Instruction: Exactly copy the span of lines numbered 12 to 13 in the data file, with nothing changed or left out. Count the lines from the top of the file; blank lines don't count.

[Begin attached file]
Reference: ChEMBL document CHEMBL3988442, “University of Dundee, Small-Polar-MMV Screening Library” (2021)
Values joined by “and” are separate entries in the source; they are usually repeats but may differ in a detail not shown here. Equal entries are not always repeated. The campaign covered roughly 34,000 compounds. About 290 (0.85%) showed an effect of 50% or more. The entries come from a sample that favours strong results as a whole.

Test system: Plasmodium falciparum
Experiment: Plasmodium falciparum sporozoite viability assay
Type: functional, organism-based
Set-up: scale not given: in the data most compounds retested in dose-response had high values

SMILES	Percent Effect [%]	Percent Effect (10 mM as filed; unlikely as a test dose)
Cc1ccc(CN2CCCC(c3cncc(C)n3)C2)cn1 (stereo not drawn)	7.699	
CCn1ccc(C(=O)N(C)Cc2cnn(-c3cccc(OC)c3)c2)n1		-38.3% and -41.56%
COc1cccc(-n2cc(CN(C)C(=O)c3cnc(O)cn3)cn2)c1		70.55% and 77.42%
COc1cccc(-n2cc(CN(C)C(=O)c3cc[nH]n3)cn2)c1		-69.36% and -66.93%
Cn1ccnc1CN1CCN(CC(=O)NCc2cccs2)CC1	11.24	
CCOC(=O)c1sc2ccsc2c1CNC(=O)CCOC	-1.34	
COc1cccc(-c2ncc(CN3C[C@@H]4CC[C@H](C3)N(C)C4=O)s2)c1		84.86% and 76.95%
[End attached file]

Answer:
Cn1ccnc1CN1CCN(CC(=O)NCc2cccs2)CC1	11.24	
CCOC(=O)c1sc2ccsc2c1CNC(=O)CCOC	-1.34	